Novelty glasses are also used to play and watch games. Those funky plastic sunglasses you’re given while playing beer pong? Novelty glasses. And those bulky, clunky frames you put on at an arcade when you play video games? They're novelty glasses too! These types of specs have come a long way throughout history and have proven themselves to be here for the long haul.

Lenses and Materials

Throughout history, lenses have been made from many - some questionable- materials. However, these days, you can get lenses made of glass, plastic, or polycarbonate.

The material of your lenses will depend on how strong your prescription is and how active you are. Glass lenses are heavy and very scratch-resistant, but they can break more easily than the other materials. Plastic lenses are lighter than glass, but they scratch more easily. Polycarbonate lenses are extremely lightweight and impact resistant — this material is often used for kids' glasses and sports eyewear because it's less likely to crack if banged against a wall or dropped on the playground.

Lens Coloring

There are more lens options than just color. For example, if you need vision correction, but also have to have a pair of sunglasses in your car at all times for driving, transitions lenses may be for you. They shift from clear to dark in sunlight and back again when you return indoors. You can even choose what color you want the lenses to be in the sun.

Colored lenses can also be used for fashion or protection purposes. Brown and green tints are often used by those who drive frequently because they enhance contrast during daytime driving conditions. Blue light filtering glasses are popular with people who spend their time working at computers as they decrease eye strain and fatigue from blue light exposure.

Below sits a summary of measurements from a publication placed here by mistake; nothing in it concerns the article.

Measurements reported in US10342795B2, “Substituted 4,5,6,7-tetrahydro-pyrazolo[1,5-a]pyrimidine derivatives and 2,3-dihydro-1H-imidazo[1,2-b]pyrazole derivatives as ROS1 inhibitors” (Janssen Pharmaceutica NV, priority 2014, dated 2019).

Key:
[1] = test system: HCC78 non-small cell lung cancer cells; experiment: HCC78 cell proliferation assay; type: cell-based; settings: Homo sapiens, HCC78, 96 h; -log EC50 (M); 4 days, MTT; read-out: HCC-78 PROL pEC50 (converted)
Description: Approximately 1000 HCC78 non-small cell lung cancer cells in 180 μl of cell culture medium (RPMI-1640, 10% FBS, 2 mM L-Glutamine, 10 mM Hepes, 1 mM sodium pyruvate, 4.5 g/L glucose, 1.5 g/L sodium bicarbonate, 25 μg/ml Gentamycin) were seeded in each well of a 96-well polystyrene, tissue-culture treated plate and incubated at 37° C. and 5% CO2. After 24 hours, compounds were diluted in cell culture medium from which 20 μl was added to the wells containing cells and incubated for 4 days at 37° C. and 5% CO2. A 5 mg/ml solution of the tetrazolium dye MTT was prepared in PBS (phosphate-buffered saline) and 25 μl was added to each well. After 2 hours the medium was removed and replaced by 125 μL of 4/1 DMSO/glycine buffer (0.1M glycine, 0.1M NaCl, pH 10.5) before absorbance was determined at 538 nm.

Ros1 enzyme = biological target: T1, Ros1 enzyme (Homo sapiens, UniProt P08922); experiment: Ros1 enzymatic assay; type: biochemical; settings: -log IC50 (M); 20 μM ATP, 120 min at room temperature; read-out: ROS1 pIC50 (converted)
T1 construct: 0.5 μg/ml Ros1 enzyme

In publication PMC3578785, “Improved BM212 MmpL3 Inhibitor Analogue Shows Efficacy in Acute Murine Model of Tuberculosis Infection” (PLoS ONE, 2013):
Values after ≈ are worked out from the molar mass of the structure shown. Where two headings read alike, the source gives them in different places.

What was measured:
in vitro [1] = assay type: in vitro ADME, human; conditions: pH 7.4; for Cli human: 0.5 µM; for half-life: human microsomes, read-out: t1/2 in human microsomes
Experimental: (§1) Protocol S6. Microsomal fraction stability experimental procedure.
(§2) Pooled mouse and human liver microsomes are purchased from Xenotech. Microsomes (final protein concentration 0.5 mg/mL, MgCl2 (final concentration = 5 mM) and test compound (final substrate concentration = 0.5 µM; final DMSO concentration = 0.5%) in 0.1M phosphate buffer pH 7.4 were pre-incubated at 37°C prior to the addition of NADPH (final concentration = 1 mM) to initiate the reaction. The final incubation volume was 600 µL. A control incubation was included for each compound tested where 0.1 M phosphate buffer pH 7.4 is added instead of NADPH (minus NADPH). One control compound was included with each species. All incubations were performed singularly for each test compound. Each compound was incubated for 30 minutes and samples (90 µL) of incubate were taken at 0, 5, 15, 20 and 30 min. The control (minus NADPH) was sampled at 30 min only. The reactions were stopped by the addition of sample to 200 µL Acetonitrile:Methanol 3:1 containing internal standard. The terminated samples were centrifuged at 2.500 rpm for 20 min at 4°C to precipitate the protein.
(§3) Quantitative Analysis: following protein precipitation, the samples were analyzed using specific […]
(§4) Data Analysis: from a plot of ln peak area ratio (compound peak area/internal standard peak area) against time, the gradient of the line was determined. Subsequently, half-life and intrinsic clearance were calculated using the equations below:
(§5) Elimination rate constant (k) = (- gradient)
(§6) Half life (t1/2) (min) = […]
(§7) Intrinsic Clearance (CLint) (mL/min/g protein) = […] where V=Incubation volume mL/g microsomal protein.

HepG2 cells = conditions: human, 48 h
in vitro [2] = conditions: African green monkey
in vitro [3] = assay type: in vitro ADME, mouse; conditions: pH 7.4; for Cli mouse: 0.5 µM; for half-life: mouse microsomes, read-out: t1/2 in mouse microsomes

If UV protection is important to you, you should look into IR protective lenses as well as polarized lenses which eliminate glare reflected off water and other surfaces.

Anti-reflective coating will help with your late-night computer use too by eliminating internal reflections within the lens that make it difficult to see your own eyes through the lens when looking in a mirror or when photographed by a camera flash (Have ever been blinded by yourself? It's not fun).

Eyewear has been around for a while, and it'll be here for a while longer

Most people don't realize that eyewear is one of the most successful technologies in the history of mankind. Eyeglasses have been around since the invention of sight, and they're likely to be around for a long time to come. Most people don't even know what it's like to live without glasses. We've all become so used to being able to see well that we've completely forgotten how things were before we had them—and it was not pretty!

Before there were glasses, humans had no choice but to squint through their lives with the naked eye. Also, they had much more trouble reading. People who tried going out in public without wearing glasses would get made fun of for having only 20/20 vision or even better than that! Although the history of Eyewear Junkie is a bit short, we don't plan on going anywhere anytime soon! Eyewear Junkie is now a part of the history and evolution of eyeglasses!